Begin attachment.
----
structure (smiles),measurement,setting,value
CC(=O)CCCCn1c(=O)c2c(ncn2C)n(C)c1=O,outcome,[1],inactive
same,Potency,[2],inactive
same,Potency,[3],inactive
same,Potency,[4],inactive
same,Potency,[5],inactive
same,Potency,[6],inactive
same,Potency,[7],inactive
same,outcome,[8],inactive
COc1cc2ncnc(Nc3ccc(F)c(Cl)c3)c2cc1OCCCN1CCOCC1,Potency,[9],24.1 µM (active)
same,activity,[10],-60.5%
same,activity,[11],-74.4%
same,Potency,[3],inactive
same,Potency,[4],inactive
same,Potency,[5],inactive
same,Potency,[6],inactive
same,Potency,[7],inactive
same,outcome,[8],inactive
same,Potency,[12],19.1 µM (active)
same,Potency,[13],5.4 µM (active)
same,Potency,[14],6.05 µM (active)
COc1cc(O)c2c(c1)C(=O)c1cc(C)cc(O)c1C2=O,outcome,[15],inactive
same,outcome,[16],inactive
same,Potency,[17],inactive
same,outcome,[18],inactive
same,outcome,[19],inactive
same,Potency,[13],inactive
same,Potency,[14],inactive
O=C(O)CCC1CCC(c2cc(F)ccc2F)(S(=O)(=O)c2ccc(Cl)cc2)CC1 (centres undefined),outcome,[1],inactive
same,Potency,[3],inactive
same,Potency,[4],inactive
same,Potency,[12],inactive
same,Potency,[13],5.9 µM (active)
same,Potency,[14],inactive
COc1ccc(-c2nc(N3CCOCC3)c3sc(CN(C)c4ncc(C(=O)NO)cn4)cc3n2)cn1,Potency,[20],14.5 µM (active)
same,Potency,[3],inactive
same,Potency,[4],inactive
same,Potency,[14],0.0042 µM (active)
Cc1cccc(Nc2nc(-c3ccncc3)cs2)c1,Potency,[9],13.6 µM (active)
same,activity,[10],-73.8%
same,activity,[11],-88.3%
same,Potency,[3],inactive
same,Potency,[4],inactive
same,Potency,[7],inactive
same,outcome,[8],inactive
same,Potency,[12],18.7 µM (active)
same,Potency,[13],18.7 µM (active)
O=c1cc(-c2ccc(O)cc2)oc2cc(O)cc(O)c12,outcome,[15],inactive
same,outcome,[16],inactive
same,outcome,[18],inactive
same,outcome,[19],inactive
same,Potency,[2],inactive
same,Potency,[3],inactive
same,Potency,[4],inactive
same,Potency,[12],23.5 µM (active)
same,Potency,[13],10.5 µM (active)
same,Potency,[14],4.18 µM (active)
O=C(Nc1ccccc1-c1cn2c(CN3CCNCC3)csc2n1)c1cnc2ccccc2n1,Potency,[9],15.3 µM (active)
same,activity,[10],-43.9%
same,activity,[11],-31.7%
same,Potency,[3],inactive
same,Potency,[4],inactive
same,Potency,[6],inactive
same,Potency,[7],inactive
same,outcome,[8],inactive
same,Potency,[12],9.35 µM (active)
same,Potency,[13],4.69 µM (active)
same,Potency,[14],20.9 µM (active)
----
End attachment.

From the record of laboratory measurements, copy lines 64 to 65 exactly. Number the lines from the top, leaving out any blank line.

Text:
same,Potency,[7],inactive
same,outcome,[8],inactive